Tuned In To Music

Reflections from a lifetime

Review: Various Artists, The Brit Box

In the early ’80s British rock and pop was stuck in a bad groove.  Punk was long over, new wave had degenerated into a glut of synth bands that were more about hairdressers than brit boxmusic and the record companies were pushing “stars” like Boy George, George Michael, and Phil Collins.  Nobody was playing guitars.  And then in 1984 The Smiths released their self-titled first album and all of a sudden guitars were cool again – at least in the new and not-yet-marketed indie scene.  Through the rest of the ’80s and ’90s, the UK produced an army of creative, interesting and exciting guitar-oriented bands.  “The Brit Box” chronicles these years of indie, shoegaze and Brit-pop music.

“The Brit Box” presents 78 tracks from 78 bands over 4 CDs.  It starts, appropriately, with The Smiths (“How Soon is Now?”) and ends with Gay Dad (“Oh Jim”).  Most of the A-list bands that attracted a lot of attention and had an enormous impact are here.  Along with the Smiths we get The Cure (“Just Like Heaven”), The Jesus and Mary Chain (“April Skies”), The Stone Roses (“She Bangs the Drum”), Primal Scream (“Loaded”), My Bloody Valeentine (“Only Shallow”), New Order (“Regret”), Blur (“Tracy Jacks”), and Oasis (“Live Forever”).  There are also  quite a few slightly less influential or well known bands that made music equally as good as the big-name bands.  Among my favorites are Teenage Fanclub (“Star Sign”), The Charlatans UK (“The Only One I Know”), Stereolab (“Wow & Flutter”), The Verve (“Lucky Man”), and Super Furry Animals (“Something 4 the Weekend”).

The lists above just barely scratch the surface.  In addition there are tracks from the Cocteau Twins (“Lorelei”), Echo & the Bunnymen (“Lips Like Sugar”), Happy Mondays (“Step On”), Inspiral Carpets (“This is How It Feels”), The La’s (“There She Goes”), “Ride (“Vapour Trail”), Manic Street Preachers (“Stay Beautiful”), Catherine Wheel (“I Want To Touch You”), Suede (“Metal Mickey”), Swervedriver (“Duel”), Supergrass (“Alright”) and more.  Much more.

Collections like “The Brit Box” set themselves a difficult task.  Fans who really know and love the music covered in the collection are almost never satisfied.  Well known bands get left out because rights to their songs couldn’t be acquired, less well know favorite groups don’t get included, or the track chosen for a known and loved band isn’t the one the fan would have chosen.  For the groups that I know well in this set it’s almost always the case that I would have chosen any one of a number of other tracks for the set, but so what?  The compilers like this track and I like that one.  It’s no big thing.  I find the “The Brit Box”much more useful as an introduction to bands I’m not very familiar with that made music in genres that I like than as a collection of tunes from groups I already know well.  Perhaps the best recommendation I can give the collection is that I expect I’ll be searching out old albums by some of these bands for quite some time.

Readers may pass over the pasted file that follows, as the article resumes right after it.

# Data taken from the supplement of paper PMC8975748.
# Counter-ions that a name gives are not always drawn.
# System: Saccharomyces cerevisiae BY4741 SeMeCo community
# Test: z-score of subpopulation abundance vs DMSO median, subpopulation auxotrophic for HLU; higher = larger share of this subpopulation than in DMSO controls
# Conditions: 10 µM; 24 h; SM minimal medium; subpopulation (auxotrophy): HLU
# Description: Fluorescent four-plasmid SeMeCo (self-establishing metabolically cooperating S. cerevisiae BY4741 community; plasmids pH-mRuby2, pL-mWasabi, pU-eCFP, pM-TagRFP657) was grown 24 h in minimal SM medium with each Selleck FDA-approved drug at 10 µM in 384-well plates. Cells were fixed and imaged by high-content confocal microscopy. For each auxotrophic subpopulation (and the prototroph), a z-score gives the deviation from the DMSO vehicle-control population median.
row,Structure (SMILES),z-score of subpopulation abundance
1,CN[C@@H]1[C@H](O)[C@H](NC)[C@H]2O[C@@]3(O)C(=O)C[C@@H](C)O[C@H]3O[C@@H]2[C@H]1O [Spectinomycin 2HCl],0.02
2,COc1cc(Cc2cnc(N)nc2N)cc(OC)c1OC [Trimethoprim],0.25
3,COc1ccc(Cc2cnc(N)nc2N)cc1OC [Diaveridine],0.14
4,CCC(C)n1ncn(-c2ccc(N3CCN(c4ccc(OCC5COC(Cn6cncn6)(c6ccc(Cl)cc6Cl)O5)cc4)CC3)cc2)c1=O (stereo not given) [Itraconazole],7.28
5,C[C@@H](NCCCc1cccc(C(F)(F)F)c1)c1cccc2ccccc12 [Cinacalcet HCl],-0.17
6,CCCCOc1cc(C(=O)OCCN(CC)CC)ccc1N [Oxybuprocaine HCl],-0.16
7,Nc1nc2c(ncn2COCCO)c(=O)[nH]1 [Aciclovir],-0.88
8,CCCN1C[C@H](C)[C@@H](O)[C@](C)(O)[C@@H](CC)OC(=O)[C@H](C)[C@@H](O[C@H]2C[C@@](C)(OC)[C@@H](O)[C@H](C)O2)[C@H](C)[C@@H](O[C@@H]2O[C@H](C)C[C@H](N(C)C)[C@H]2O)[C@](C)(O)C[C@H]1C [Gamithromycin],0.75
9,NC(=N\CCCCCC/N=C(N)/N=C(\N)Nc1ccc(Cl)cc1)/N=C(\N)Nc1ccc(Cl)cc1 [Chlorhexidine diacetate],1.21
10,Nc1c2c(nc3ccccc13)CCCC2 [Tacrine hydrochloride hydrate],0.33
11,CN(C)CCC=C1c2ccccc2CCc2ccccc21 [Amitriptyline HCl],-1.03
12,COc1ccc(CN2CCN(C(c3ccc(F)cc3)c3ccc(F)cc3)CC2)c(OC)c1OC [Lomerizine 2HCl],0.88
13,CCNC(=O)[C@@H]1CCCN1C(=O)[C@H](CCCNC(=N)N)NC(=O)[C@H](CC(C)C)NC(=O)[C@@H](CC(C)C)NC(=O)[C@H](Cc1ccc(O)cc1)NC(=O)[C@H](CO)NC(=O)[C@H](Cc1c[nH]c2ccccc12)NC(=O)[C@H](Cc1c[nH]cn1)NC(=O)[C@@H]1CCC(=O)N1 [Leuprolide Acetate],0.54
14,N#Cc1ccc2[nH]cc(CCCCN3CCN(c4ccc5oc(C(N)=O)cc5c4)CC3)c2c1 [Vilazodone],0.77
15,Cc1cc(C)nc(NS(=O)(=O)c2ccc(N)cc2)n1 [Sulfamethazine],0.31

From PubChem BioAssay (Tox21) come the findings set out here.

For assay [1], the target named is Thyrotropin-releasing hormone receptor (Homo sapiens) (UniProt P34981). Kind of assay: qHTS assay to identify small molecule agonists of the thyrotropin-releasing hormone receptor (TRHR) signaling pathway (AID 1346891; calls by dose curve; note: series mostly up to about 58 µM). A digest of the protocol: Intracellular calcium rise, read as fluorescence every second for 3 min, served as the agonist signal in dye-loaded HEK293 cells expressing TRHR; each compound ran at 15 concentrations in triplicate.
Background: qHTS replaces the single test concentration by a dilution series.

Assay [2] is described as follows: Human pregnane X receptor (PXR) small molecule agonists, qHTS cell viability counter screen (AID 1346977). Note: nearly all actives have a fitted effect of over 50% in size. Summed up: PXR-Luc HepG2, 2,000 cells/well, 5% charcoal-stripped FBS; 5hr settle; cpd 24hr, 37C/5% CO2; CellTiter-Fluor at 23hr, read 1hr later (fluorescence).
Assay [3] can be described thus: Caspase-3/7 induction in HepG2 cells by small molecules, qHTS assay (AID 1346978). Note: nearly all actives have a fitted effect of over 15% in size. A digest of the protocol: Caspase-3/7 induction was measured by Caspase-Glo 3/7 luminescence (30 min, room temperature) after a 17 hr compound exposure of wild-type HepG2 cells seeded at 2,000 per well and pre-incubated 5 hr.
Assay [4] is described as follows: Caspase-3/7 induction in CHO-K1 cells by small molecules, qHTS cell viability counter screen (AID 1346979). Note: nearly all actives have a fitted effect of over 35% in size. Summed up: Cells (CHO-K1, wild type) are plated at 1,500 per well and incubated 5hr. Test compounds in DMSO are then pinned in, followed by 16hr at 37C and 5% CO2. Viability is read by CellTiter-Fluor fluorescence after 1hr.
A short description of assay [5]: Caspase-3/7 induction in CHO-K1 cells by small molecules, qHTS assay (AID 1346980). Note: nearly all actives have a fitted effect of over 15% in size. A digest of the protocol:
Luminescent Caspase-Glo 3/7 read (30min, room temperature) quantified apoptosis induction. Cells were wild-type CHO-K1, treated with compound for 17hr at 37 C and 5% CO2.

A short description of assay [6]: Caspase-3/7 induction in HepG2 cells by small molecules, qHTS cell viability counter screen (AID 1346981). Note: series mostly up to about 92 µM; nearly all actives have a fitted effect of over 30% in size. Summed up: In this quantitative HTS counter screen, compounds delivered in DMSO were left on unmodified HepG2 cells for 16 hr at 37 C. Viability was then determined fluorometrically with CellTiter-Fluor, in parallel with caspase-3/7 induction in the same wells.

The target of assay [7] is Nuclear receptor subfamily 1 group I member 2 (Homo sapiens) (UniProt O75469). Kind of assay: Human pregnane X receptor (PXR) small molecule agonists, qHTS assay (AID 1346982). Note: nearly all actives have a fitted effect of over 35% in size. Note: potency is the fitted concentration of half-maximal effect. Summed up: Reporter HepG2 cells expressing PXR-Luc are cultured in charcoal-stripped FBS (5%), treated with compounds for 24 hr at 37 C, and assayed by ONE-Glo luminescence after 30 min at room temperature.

“The Brit Box” comes with a thick booklet that includes a long and interesting essay by the compilers, a few brief and usually interesting sentences about each track, and complete track references.  There are also sidebars with interview bits from a number of the musicians whose music we hear, and three page-long Q&As with sound engineers and record producers (very interesting) and an academic (not interesting).  In addition there’s a two page article on US deejay Rodney Bingenheimer who was an early supporter of this music in the States.  The article is meant to give praise but Bingenheimer comes across as a self-inflated minor league player who’s trying to build himself up by name dropping famous bands.  Finally, there’s a brief note by Alan McGee the guy behind Creation Records, the label that broke The Mary Chain, My Bloody Valentine, Teenage Fanclub, Primal Scream and Oasis among many others.  Unfortunately McGee seems to be more interested in McGee than the wonderful music he brought to us.

The bands on “The Brit Box” are rock and pop oriented guitar bands.  They have virtually no interest in either guitar-god heroics, blues jams, theatrical displays and pyrotechnics, or any of the forms of metal that were so popular in the US and some areas of mainland Europe.  Perhaps one of the distinguishing features of the music made by these UK bands was that no matter how much the guitars raged and roared, and The Mary Chain and MBV could put up a wall of sound that would flatten buildings, they never lost their fundamental grasp on melody and harmony.  If you like melodic guitar-driven rock and pop, you are almost guaranteed to find bands and songs you like on “The Brit Box”.  It’s a terrific gateway collection that can open your ears to all kinds of good music.

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01/12/2008 - Posted by | CD reviews, music, music reviews

2 Comments »

  1. […] #1 – Hurricane #1 One of the great benefits of themed box sets like Rhino’s The Brit Box released last year is that they give you a chance to get a taste of bands you may not have heard […]

    Pingback by Hurricane #1 - Hurricane #1 « Tuned In To Music | 01/30/2008 | Reply

  2. […] “Ferment” is a fine example of how useful a collection like Rhino’s “The Brit Box ” can be.  I’d seen many references to the band but not listened to their music until […]

    Pingback by Review: Catherine Wheel, Ferment « Tuned In To Music | 02/18/2008 | Reply


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